Mitt, Ann Romney Speak; End of Race Like Getting Off a Roller Coaster

Mitt Romney Ann Fox News Sunday

In a taped interview scheduled to air this weekend on Fox News Sunday, 2012 Republican nominee Mitt Romney and his wife Ann said the end of the presidential race was like getting off a roller coaster.  Months on the campaign trail – both in the primary and the general election – has often been said to be essential in helping future presidents prepare for the rigors of living in the White House; but little is typically said about the impact it has on the other guy and his family.  What’s it like for the losing candidate when the Secret Service, the massive staff, and the time-crunched schedule go away?

In the aforementioned interview with Chris Wallace, the Romneys apparently said it was like “We were on a roller coaster, exciting and thrilling, ups and downs. But the ride ends.  And then you get off.  And it’s not like, oh, can’t we be on a roller coaster the rest of our life?  It’s like, no, the ride’s over.”

Fox News:  Ann Romney described the “adjustment” she and her husband made — going from being surrounding by crowds and Secret Service agents to, after Mitt Romney’s loss in November, being by themselves again. She likened it to serving in different positions in their church.

“In our church, we’re used to serving and you know, you can be in a very high position, but you recognize you’re serving. And now all of a sudden, you’re released and you’re nobody,” she said. “And we’re used to that. It’s like we came and stepped forward to serve. And you know, the other part of it was an amazing thing, and it was really quite a lot of energy and a lot of passion and a lot of — a lot of people around us and all of a sudden, it was nothing.” 


The brief clip Fox News has released also shows Governor Romney discussing a bit of politics – from sequestration to the administration’s decision to release detained illegals.  While he’s done the admirable thing and distanced himself (publicly) from post-election hot button issues, it does appear the former GOP nominee has been paying close attention. Frankly, if the 70-second clip can be a measure, he looks like he’s ready for another round of debates.


I have no idea what the rest of the interview looks like.  We’re talking about a combined three minutes of video Fox News has released.  The rest could be spent talking about his Jolly Ranchers and soda pop for all I know.  That said, President Obama has stayed very much in campaign mode, so it would only seem natural that his opponent from the general election would remain in a similar posture.  How many times have you heard the president remind us that “a majority of the American People agreed with him?”  That, at least, implies that they disagreed with Governor Romney.  Human nature alone would incite some push-back.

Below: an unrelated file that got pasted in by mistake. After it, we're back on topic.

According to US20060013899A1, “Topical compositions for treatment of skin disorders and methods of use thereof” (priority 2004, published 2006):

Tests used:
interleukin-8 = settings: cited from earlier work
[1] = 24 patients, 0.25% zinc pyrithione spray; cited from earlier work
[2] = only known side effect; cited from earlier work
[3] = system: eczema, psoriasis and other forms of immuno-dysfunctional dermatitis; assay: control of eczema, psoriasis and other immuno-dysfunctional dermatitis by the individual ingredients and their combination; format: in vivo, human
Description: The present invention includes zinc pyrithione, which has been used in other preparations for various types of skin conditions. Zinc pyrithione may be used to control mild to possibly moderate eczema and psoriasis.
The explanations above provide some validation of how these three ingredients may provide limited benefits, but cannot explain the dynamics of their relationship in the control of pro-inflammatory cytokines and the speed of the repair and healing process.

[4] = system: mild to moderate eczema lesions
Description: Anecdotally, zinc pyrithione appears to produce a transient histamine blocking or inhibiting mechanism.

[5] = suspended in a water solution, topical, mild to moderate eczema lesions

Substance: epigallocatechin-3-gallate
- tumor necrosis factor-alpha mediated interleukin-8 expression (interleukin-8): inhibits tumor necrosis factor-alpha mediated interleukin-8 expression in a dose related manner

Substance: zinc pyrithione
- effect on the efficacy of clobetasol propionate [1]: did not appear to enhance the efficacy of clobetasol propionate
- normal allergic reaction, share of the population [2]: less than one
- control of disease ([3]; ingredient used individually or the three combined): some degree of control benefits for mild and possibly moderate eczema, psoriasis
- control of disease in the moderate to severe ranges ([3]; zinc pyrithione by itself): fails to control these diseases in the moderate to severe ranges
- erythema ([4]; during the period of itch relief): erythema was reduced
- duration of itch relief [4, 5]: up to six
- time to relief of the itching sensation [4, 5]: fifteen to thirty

But considering this president now supports “closing tax loopholes” as an effective tool for revenue generation – a position he rejected in the campaign when Romney raised it – and the fact that sequestration is on our doorstep – even though the president strongly rejected Romney’s assertions in debates that it represented a failure of leadership and would ultimately come to fruition – how could Romney not have a few criticisms for the guy that edged him out for the office he was seeking?

I rarely actually look forward to the Sunday political news shows – even though I admittedly watch them religiously; but this one’s going to be an exception.  Part of me wishes another network – and not Fox News – landed the exclusive interview.  The state of things being as they are, the only people likely to see the sit down are going to be those that voted for him in November.  An ABC, NBC, or CBS appearance may have led some to feel a bit of buyer’s remorse.  While that certainly wouldn’t change anything, I’m not ashamed to admit I would have really enjoyed the thought of knowing some “moderates” out there would have to watch an interview with the only guy that could have made the last two months feel different than the last four years.

 

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